‘Look at all the atrocities carried out in the name of religion’, you say.
That’s fine. It may be a bit of an oversimplification, and ‘in the name of’ isn’t exactly synonymous with ‘solely because of’, but I am happy to concede that heaps and heaps of really shitty things have happened, and continue to happen, in the name of religion.
And, hey, I’m an atheist. Or—if you’re of the opinion that ‘agnostic’ is a useful term—as close as one can reasonably be to an atheist; about a 6.9 on Dawkins’ spectrum of theistic probability scale. Additionally, I’d count myself within the ranks of ‘antitheists’. (For those of you who are new, this is a term coined by the late Christopher Hitchens in order to differentiate himself from those who, despite non-belief, consider the idea of a deity to be a nice one.)
Thing is, though, you can’t measure the numbers of atrocities not committed because of religion. You also can’t measure the number of atrocities that might have been committed.
For every Qutbi terrorist who blows himself and a bunch of other people up in the hope of reaching Paradise, there may be ten—while we’re dealing in offensive stereotypes here—Kentuckian farmboys who don’t fuck their baby sister because of the fear of God put into them by their local pastor.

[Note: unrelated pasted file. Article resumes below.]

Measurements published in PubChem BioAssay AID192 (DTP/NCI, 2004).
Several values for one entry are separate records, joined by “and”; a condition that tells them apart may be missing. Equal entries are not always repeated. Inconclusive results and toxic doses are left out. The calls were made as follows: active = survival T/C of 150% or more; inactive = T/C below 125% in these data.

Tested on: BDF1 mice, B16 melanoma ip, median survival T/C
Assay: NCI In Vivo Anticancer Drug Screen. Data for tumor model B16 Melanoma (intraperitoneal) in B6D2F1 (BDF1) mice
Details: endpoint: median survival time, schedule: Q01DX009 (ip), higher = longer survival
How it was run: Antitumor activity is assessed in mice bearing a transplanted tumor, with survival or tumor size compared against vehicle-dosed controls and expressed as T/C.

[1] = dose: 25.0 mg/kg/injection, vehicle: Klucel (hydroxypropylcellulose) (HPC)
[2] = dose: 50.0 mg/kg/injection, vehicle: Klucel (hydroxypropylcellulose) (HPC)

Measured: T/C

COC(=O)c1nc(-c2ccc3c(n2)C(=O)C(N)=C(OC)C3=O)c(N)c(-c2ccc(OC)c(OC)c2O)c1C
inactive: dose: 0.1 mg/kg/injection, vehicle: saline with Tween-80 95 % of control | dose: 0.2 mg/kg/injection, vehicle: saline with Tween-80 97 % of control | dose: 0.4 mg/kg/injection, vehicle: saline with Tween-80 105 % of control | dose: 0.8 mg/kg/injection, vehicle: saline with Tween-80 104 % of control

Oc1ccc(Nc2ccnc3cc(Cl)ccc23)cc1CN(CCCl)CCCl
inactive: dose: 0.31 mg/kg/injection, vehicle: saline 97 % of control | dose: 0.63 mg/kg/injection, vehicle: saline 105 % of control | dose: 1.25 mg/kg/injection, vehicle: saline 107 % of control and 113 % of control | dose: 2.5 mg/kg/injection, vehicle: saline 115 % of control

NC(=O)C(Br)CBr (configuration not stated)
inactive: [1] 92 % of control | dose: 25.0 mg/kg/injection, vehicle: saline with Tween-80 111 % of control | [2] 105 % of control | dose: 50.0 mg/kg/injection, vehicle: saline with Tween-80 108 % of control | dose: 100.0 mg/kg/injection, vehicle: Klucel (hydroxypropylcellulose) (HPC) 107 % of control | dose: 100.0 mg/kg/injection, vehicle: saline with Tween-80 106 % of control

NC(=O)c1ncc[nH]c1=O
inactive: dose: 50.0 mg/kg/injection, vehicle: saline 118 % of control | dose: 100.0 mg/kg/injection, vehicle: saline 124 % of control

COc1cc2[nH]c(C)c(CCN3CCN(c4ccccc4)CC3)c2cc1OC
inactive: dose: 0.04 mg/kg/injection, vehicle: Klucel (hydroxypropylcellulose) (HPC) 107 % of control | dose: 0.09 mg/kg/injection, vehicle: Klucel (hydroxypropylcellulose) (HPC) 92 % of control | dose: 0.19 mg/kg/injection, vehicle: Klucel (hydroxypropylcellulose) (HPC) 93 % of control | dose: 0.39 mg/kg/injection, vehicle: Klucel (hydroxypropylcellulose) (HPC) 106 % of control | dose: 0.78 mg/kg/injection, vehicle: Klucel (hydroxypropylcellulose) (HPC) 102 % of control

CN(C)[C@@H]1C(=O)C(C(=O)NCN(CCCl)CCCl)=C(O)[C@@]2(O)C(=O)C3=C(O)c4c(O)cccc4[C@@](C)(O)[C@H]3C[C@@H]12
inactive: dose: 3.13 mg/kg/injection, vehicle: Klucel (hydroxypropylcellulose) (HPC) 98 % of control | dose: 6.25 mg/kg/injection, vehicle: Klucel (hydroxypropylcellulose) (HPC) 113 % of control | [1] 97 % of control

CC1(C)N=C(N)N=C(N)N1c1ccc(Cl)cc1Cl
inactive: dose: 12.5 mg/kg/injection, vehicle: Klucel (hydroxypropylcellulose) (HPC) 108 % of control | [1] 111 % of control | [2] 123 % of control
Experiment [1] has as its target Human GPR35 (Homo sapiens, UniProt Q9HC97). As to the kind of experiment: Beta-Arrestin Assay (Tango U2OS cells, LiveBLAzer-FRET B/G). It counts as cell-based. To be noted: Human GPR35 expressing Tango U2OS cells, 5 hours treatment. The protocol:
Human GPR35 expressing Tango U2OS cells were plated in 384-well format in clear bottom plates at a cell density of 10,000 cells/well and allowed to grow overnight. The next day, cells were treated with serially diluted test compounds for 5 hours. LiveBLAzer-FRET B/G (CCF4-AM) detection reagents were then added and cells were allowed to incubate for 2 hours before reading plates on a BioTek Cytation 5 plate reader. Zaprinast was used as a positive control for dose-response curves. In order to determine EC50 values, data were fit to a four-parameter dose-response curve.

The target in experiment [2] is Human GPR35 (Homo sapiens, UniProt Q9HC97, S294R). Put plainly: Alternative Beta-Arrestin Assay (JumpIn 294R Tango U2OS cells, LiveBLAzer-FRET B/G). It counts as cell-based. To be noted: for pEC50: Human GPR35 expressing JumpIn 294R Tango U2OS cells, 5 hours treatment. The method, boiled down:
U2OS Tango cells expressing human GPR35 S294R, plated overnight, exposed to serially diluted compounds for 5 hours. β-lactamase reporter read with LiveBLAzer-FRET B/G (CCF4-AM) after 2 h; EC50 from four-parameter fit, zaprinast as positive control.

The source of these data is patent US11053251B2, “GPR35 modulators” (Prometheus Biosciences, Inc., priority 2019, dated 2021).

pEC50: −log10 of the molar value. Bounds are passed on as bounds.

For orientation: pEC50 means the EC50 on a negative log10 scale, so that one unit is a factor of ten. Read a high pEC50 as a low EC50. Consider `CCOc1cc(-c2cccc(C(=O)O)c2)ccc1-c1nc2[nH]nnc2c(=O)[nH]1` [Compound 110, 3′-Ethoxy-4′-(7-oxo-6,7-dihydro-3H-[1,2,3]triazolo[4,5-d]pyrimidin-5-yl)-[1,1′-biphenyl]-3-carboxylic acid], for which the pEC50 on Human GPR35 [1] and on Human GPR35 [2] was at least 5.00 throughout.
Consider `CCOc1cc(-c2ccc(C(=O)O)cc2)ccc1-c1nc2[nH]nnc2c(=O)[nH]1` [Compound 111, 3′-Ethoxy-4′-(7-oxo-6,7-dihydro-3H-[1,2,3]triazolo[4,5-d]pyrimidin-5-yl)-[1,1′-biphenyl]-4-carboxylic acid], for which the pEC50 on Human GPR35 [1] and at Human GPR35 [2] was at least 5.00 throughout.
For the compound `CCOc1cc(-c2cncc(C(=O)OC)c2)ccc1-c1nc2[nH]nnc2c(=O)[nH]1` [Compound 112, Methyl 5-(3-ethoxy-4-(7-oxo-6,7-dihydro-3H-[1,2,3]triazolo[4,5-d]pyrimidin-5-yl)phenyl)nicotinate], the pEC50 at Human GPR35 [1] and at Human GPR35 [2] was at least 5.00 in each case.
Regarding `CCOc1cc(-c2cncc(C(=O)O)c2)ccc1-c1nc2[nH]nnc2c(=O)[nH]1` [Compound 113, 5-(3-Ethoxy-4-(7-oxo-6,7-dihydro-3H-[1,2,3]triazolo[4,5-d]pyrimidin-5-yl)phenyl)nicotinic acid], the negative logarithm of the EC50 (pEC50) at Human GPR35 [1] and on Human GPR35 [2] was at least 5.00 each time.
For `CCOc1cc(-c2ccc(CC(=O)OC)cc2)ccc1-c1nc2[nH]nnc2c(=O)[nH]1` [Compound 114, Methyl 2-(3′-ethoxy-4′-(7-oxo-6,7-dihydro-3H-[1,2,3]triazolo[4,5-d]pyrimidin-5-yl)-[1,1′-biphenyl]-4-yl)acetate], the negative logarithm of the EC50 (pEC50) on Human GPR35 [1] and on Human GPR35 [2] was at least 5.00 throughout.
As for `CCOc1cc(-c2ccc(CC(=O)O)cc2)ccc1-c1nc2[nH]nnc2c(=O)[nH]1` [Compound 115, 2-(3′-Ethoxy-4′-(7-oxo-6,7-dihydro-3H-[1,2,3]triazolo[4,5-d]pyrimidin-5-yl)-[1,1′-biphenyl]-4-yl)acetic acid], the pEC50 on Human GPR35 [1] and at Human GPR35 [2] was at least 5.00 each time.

Those are arbitrary examples*, and in no way an argument for Christianity over Islam. Nor do they say anything about the existence of a ‘higher power’. They do, however, make the religion-as-force-for-good argument a bit more complicated than the last Hitchslap compilation video you watched would have you believe.
‘Well, you can’t measure things that haven’t happened, Stupid.’
Sure, but just because we have no way to definitively measure potential things, it doesn’t make them non-things. That’s a bit like saying: ‘We bring in money from sales, a lot of which goes towards covering our operating costs. But, since we don’t have the encryption key for the drive on which our operating-cost figures are stored, we’ll just assume everything we bring in is pure profit.’
It’s tempting to say that a potential outcome avoided is just one of an infinite number of hypothetical eventualities; and that’s true, but—just as with Dawkins’ probability scale—they’re not all equally likely.
If you want to say you’re anti-religion because you ‘Fucking Love Science’, that’s all well and good, but don’t then go and unscientifically skew the numbers. All that does—and it absolutely has done—is invite the conflation of science with post-9/11 xenophobia and nationalism. Just look at the YouTube success of someone like Pat Condell; he’s basically a textbook BNP loon, but he’s been gifted a facade of reason by the arguments put forward by Dawkins et al.
A little background on the ‘Four Horsemen’, for the uninitiated: